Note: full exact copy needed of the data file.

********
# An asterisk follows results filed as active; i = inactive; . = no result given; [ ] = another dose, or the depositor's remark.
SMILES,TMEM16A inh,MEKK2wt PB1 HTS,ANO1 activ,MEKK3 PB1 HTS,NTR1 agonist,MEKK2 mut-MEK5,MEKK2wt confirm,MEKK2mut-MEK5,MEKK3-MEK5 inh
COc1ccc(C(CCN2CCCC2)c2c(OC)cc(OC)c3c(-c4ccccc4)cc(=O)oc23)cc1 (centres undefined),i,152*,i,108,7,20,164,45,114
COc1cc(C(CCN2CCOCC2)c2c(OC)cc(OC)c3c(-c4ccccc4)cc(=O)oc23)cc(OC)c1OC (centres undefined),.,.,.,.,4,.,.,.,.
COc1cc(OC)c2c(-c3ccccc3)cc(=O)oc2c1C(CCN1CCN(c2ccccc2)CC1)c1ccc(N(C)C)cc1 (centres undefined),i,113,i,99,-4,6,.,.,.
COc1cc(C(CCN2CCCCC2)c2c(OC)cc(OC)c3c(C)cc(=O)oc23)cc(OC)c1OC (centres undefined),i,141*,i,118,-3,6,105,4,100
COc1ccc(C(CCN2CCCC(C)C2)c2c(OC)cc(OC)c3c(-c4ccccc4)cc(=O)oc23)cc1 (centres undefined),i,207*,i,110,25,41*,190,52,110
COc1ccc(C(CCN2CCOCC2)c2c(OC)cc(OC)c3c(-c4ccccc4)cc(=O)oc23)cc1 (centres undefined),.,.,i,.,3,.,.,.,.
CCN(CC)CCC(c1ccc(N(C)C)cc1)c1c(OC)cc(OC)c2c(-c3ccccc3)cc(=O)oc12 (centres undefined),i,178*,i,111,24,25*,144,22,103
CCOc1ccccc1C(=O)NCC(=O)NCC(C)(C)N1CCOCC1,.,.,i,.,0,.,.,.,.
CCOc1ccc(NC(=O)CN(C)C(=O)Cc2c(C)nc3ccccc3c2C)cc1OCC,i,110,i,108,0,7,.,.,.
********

# An asterisk follows results filed as active; i = inactive; . = no result given; [ ] = another dose, or the depositor's remark.
SMILES,TMEM16A inh,MEKK2wt PB1 HTS,ANO1 activ,MEKK3 PB1 HTS,NTR1 agonist,MEKK2 mut-MEK5,MEKK2wt confirm,MEKK2mut-MEK5,MEKK3-MEK5 inh
COc1ccc(C(CCN2CCCC2)c2c(OC)cc(OC)c3c(-c4ccccc4)cc(=O)oc23)cc1 (centres undefined),i,152*,i,108,7,20,164,45,114
COc1cc(C(CCN2CCOCC2)c2c(OC)cc(OC)c3c(-c4ccccc4)cc(=O)oc23)cc(OC)c1OC (centres undefined),.,.,.,.,4,.,.,.,.
COc1cc(OC)c2c(-c3ccccc3)cc(=O)oc2c1C(CCN1CCN(c2ccccc2)CC1)c1ccc(N(C)C)cc1 (centres undefined),i,113,i,99,-4,6,.,.,.
COc1cc(C(CCN2CCCCC2)c2c(OC)cc(OC)c3c(C)cc(=O)oc23)cc(OC)c1OC (centres undefined),i,141*,i,118,-3,6,105,4,100
COc1ccc(C(CCN2CCCC(C)C2)c2c(OC)cc(OC)c3c(-c4ccccc4)cc(=O)oc23)cc1 (centres undefined),i,207*,i,110,25,41*,190,52,110
COc1ccc(C(CCN2CCOCC2)c2c(OC)cc(OC)c3c(-c4ccccc4)cc(=O)oc23)cc1 (centres undefined),.,.,i,.,3,.,.,.,.
CCN(CC)CCC(c1ccc(N(C)C)cc1)c1c(OC)cc(OC)c2c(-c3ccccc3)cc(=O)oc12 (centres undefined),i,178*,i,111,24,25*,144,22,103
CCOc1ccccc1C(=O)NCC(=O)NCC(C)(C)N1CCOCC1,.,.,i,.,0,.,.,.,.
CCOc1ccc(NC(=O)CN(C)C(=O)Cc2c(C)nc3ccccc3c2C)cc1OCC,i,110,i,108,0,7,.,.,.